Subject: NetBSD Security Advisory 2001-006: Denial of service using bogus fragmented IPv4 packets
To: None <>
From: None <>
List: current-users
Date: 05/30/2001 16:23:26

                 NetBSD Security Advisory 2001-006

Topic:		Denial of service using bogus fragmented IPv4 packets
Version:	NetBSD 1.4, 1.5, -current
Severity:       Network-connected systems can be crashed remotely
Fixed:		NetBSD-current:    April 17, 2001 (1.5U)
		NetBSD-1.5 branch: April 24, 2001 (1.5.1 will include the fix)
		NetBSD-1.4 branch: (not yet available)


Malicious parties may be able to prevent a NetBSD node from
communicating with other nodes by transmitting a lot of bogus
fragmented IPv4 packets.

For the attack to be effective, the attacker needs to have good
network connectivity to the victim node (like logged onto the victim
machine itself, connected by a fat LAN, or whatever).

There are exploits for this problem available on the Internet.
However, the attack is timing dependent and the attack is not
always successful.

Technical Details

In the IPv4 input path (sys/netinet/ip_input.c), there's code to
reassemble fragmented IPv4 datagrams.  Datagram fragments destined to
the node will be queued for 30 seconds, to allow fragmented datagrams to
be reassembled.

Until recently, there was no upper limit in the number of reassembly
queues.  Therefore, a malicious party may be able to transmit a
lot of bogus fragmented packets (with different IPv4 identification
field - ip_id), and may be able to put the target machine into mbuf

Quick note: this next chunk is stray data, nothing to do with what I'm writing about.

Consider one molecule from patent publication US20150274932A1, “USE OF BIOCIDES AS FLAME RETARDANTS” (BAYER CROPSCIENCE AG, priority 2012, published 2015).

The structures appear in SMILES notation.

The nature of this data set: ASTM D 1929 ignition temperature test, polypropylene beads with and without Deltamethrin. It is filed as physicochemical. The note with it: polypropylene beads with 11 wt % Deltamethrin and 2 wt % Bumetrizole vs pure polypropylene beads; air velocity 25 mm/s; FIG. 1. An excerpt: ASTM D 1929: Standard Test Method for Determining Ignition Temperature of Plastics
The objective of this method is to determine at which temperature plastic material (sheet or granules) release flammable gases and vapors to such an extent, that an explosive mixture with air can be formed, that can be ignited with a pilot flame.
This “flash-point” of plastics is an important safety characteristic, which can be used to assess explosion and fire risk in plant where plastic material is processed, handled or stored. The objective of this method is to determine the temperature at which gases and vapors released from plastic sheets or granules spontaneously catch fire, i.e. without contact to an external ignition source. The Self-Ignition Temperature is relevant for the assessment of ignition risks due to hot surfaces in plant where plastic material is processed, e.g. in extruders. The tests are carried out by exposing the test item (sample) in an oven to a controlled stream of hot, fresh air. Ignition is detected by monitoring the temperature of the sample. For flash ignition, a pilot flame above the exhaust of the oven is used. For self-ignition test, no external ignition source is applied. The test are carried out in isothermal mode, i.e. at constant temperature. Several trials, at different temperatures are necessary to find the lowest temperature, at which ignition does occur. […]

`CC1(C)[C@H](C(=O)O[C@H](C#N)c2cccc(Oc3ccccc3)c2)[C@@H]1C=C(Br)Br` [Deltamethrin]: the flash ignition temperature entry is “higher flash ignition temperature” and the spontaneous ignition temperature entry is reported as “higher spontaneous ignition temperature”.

starvation state.

Recently we introduced a new sysctl(3) - net.inet.ip.maxfragpackets.
With this, you can configure an upper limit to the number of reassembly
queues.  If you want the old behavior (no limit), you can set the
value to a negative value.

Solutions and Workarounds

  (1) Upgrade the system from newer sources or binaries:

	Compile and install a kernel which has the sysctl(3) variable
	net.inet.ip.maxfragpackets in the sysctl MIB.  With this
	variable, you can limit the number of IPv4 fragment reassembly
	queues kept on the system.  The value needs to be picked
	carefully, considering the role of the node (i.e. if the
	node is a busy web server, you may want to set the value
	higher).  Note that, however, even with the configuration
	knob, it is possible for attackers to transmit a lot of
	bogus IPv4 fragmented packets, and prevent other fragmented
	IPv4 traffic from getting reassembled.  Unfragmented IPv4
	communication will be kept safe by the variable.

	Systems running NetBSD-current dated from before April 17,
	2001 should be upgraded to NetBSD-current dated April 17,
	2001 or later.

	Systems running NetBSD 1.5.x systems dated from before
	April 24, 2001 should be upgraded to NetBSD 1.5.x dated
	April 24, 2001 or later.
	NetBSD 1.5.1 will ship with the fix.

	There is no fix to 1.4.x available at this time.

  (2) Increase the kernel option NMBCLUSTERS

	Use an appropriate value for NMBCLUSTERS for the node.
	Normally, it is the cluster mbufs which go into a starvation
	state with this attack.  By setting NMBCLUSTERS to a higher
	value, you may be able to prevent the mbuf memory pool from

	Note that a couple of NetBSD device drivers pre-allocate
	cluster mbufs within the driver, for performance reasons
	and DMA management reasons.  For example, the fxp driver
	pre-allocates 64 cluster mbufs per interface.  If you
	are using such network cards, you will want to raise
	NMBCLUSTERS even more.

Thanks To

James Thomas for bringing this problem to our attention, and
Jun-ichiro Hagino for providing a fix for the problem.

Revision History

        2001-05-29 - Initial Release

More Information

An up-to-date PGP signed copy of this release will be maintained at

Information about NetBSD and NetBSD security can be found at
http://www.NetBSD.ORG/ and http://www.NetBSD.ORG/Security/.

Copyright 2001, The NetBSD Foundation, Inc.  All Rights Reserved.

$NetBSD: NetBSD-SA2001-006.txt,v 1.7 2001/05/29 05:58:41 lukem Exp $
Version: GnuPG v1.0.5 (NetBSD)
Comment: For info see